As this trend progresses, as it surely will, those who are connected to the Internet of things will understand icons and logos better than those who are less connected.
When it comes to emojis, you either love and use them, or hate and discard them completely. The vast majority of the modern world is apparently loving them, and using them to convey often complex messages and feelings with just a simple mark.
The emergence of this type of design is interesting. Remember when the world was demanding a sarcasm font? I believe one was even suggested and circulated for a short while (reverse italics, anyone?). But then along came the semicolon-dash-right parenthesis, and soon after, its winking emoji counterpart, which jerked the rug right out from under the reverse italics and swiftly took its place as the preferred way of saying, “that comment/question wasn’t totally serious.”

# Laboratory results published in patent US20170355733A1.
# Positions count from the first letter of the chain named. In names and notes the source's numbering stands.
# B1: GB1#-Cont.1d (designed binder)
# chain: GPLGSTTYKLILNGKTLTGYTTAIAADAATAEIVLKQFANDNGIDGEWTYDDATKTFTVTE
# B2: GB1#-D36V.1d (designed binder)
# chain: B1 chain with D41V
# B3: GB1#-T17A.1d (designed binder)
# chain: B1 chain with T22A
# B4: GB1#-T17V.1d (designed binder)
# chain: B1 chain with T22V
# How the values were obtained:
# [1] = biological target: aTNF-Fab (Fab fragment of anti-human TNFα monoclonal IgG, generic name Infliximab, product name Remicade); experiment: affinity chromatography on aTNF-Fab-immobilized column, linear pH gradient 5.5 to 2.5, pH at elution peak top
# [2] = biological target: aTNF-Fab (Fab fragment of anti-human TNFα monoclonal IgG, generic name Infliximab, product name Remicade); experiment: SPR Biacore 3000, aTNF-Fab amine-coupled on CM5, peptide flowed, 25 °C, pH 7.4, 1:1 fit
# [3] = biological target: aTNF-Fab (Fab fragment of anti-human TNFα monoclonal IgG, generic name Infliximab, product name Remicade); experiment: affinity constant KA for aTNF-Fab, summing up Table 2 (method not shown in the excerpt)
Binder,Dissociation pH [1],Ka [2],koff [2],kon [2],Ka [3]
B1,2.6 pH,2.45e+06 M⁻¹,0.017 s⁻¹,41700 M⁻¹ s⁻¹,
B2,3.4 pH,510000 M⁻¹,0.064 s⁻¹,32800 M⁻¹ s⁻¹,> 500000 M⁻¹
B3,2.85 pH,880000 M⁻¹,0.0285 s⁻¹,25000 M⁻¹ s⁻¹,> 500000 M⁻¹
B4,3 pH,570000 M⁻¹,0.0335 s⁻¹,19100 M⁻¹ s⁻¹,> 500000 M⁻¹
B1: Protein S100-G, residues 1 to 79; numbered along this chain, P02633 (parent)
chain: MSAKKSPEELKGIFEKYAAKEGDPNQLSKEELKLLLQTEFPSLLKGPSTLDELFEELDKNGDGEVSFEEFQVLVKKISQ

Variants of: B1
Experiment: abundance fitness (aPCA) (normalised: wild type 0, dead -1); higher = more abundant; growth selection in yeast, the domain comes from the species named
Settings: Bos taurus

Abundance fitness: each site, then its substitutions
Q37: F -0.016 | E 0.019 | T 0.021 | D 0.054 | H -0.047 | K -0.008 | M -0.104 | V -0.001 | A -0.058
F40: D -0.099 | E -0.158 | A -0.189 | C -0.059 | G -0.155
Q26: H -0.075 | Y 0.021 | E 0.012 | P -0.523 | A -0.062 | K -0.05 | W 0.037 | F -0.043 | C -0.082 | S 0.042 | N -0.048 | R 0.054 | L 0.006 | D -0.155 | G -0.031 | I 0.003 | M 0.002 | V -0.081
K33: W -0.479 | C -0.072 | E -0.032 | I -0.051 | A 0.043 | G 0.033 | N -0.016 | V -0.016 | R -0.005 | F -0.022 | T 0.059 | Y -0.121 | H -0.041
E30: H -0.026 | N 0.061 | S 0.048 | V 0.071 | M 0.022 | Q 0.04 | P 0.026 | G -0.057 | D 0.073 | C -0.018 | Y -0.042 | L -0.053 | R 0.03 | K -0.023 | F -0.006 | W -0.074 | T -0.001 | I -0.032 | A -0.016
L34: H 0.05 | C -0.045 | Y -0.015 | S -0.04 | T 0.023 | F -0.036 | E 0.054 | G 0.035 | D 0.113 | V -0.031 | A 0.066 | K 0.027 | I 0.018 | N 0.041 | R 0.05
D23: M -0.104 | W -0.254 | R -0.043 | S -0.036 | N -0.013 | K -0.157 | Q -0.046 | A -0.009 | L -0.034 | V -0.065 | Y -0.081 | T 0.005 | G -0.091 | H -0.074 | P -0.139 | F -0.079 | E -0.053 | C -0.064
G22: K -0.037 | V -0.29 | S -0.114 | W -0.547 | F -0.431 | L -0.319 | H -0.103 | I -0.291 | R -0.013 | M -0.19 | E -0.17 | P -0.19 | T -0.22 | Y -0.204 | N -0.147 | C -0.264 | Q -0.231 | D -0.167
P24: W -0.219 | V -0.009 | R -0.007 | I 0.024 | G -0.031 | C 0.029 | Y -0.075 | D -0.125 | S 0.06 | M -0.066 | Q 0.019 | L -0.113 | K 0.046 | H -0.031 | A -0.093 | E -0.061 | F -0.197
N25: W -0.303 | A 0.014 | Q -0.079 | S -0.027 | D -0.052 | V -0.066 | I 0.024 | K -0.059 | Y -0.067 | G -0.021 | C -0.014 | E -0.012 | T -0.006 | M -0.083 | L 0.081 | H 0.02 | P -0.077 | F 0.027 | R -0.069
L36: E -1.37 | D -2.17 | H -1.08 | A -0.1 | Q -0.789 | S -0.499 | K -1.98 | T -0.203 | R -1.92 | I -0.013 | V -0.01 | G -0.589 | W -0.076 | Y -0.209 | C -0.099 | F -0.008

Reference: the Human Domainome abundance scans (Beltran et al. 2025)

But some people are taking emojis very seriously. In fact, there is litigation in progress regarding whether these graphics should be considered a language all their own. If you’re thinking to yourself, “well, that’s silly,” think about the message behind the icon. If someone texts an emoji of a gun pointed at a police officer to a city council member, should that be considered a threat? If someone relentlessly texts hundreds of smilie faces to you, should that be considered stalking? This is the serious side of an otherwise silly form of communication.
And for you data heads out there, we offer these insights about emojis: - Most of the messages sent using emojis are positive in nature.